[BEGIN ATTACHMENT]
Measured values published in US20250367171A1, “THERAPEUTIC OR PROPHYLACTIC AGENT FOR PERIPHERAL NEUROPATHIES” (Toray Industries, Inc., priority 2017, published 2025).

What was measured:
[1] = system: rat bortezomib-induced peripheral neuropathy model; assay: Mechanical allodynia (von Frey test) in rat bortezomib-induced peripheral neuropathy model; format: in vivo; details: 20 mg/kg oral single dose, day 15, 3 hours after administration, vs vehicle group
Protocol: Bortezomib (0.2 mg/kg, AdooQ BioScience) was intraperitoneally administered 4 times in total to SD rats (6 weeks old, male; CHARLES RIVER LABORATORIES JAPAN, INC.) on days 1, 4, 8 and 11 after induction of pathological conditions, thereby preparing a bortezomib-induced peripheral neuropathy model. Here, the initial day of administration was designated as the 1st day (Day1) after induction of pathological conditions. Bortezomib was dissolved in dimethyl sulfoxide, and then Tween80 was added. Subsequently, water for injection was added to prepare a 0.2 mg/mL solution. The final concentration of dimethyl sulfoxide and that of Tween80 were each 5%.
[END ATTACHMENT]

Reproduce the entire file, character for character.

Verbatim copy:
Measured values published in US20250367171A1, “THERAPEUTIC OR PROPHYLACTIC AGENT FOR PERIPHERAL NEUROPATHIES” (Toray Industries, Inc., priority 2017, published 2025).

What was measured:
[1] = system: rat bortezomib-induced peripheral neuropathy model; assay: Mechanical allodynia (von Frey test) in rat bortezomib-induced peripheral neuropathy model; format: in vivo; details: 20 mg/kg oral single dose, day 15, 3 hours after administration, vs vehicle group
Protocol: Bortezomib (0.2 mg/kg, AdooQ BioScience) was intraperitoneally administered 4 times in total to SD rats (6 weeks old, male; CHARLES RIVER LABORATORIES JAPAN, INC.) on days 1, 4, 8 and 11 after induction of pathological conditions, thereby preparing a bortezomib-induced peripheral neuropathy model. Here, the initial day of administration was designated as the 1st day (Day1) after induction of pathological conditions. Bortezomib was dissolved in dimethyl sulfoxide, and then Tween80 was added. Subsequently, water for injection was added to prepare a 0.2 mg/mL solution. The final concentration of dimethyl sulfoxide and that of Tween80 were each 5%.